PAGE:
Once a prospect comes to the site and begins checking out various topics, the software keeps track of their visits, page views, etc. This in turn is integrated with Salesforce.com such that leads that are highly relevant are routed directly and immediately to the appropriate sales person.
Buyers are leveraging the Internet and if they can’t find you, you will not even be invited to the party.
In a traditional sales conversation a lot of time is spent trying to demonstrate credibility by asking questions to surface business pains often to guide the conversation toward solutions the seller has to offer. In this situation there are still questions being asked when the buyer and seller finally engage but these tend to be more focused: “I see you’ve run web grader and your site’s score was 75 (out of 100). Are you interested in tips that might help you raise this higher?” Or, “You seem to be having some difficulty with key word searches; are you hearing of some missed opportunities only after your competitor has won the deal or a competitive RFP has been issued?”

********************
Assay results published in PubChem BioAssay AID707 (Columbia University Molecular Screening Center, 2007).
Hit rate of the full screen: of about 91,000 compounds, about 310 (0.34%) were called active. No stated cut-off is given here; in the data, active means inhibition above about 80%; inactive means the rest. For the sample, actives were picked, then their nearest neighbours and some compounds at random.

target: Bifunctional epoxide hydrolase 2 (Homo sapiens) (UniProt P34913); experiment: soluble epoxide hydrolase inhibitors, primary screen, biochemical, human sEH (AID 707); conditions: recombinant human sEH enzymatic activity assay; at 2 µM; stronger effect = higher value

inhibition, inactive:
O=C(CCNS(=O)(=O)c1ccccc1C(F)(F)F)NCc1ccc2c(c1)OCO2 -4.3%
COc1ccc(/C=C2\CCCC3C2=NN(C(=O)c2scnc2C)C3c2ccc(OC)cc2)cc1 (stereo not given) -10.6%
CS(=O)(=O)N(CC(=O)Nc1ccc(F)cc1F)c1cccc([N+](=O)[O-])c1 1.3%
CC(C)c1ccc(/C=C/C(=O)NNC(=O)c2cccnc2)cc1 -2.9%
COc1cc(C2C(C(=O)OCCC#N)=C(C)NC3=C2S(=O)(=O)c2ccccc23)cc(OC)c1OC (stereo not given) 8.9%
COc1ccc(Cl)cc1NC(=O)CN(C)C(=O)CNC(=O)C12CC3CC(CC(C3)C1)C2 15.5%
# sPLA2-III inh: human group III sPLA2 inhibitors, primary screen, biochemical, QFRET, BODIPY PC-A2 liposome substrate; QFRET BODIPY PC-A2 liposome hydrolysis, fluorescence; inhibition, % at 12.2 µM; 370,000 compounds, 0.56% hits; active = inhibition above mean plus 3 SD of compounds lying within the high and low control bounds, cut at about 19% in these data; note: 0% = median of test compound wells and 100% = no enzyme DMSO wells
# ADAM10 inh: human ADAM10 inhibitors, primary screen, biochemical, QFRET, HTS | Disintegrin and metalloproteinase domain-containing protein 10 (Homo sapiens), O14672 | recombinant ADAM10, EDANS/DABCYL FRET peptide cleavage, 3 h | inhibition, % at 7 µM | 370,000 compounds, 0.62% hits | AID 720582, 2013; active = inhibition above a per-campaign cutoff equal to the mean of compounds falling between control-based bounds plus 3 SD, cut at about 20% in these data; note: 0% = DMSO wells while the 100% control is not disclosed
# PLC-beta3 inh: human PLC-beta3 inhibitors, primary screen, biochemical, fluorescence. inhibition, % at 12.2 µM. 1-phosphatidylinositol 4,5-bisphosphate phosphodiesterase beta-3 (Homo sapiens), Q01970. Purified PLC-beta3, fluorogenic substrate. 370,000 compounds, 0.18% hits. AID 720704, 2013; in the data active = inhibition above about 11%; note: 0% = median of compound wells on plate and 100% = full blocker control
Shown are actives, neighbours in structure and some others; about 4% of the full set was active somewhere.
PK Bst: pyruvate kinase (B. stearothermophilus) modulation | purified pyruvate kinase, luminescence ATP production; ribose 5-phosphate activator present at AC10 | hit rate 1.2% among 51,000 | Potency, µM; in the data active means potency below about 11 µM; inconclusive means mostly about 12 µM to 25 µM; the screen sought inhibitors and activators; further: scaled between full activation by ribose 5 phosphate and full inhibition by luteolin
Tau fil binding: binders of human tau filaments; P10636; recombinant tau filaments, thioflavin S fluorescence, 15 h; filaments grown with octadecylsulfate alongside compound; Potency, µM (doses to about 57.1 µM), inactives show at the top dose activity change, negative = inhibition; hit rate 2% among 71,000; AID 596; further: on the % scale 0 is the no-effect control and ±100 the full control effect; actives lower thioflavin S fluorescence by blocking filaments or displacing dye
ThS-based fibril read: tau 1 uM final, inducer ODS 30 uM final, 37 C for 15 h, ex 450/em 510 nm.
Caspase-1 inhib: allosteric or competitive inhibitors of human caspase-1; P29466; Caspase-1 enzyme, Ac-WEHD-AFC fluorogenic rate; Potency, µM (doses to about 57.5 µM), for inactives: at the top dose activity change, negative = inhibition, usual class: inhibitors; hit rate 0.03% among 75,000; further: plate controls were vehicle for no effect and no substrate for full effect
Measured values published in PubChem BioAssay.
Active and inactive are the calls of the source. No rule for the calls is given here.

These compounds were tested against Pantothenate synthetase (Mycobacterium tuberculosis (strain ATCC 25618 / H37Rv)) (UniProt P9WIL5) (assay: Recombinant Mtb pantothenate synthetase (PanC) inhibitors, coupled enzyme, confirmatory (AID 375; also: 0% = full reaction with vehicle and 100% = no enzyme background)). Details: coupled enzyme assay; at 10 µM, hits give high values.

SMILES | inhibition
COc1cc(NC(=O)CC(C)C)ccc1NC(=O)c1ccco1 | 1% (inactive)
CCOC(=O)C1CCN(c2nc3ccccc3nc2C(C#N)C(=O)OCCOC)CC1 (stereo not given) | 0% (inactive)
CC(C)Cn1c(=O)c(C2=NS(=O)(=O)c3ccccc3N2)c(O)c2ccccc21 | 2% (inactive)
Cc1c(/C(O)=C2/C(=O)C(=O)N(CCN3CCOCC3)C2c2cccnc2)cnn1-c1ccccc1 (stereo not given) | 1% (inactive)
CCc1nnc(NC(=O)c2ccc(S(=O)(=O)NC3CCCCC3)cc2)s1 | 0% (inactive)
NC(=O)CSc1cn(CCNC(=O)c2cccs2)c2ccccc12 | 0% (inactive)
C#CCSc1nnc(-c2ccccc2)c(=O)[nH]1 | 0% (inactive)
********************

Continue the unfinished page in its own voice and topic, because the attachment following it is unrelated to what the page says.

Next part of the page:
This isn’t a product review so let’s cut to the chase: are there more/better leads as a result of this energetic creation of content and open sharing of it through the Internet? The company was officially founded and funded (after a couple years of early work by the two founders) in June 2006. It has grown to 75 employees and 1200 customers (reached in Feb 2009). They continue to grow and, as mentioned above, develop happy customers.
And they report, “At HubSpot, at least 95% of our leads are generated by marketing while the rest is referred by customers.”
Does Anyone Really Care?
These numbers are much higher than the lead gen figures reported in our 2009 Sales Performance Optimization report and would likely be welcome by the those companies that made “Enhancing our lead generation programs” the top sales effectiveness initiative for the fourth year in a row. Everyone knows these are challenging times and there is no shortage of folks offering solutions to help you face these challenges.
Is Sales 2.0 the answer? Every indication is that you have nothing to lose in pursuing this approach and a great deal to gain. Buyers are leveraging the Internet and if they can’t find you, you will not even be invited to the party. If you are invited to the party and only proceed to do a product pitch you’ll be uninvited faster than you can imagine.
The ongoing question the market is asking more forcefully (and more urgently) everyday is: What value do you add? Leveraging content and resources by collaborating on both sides of the buy-sell equation dramatically increases your ability to answer this question, and leveraging technology to do so can dramatically reduce the costs.
Can you think of a better time to do both?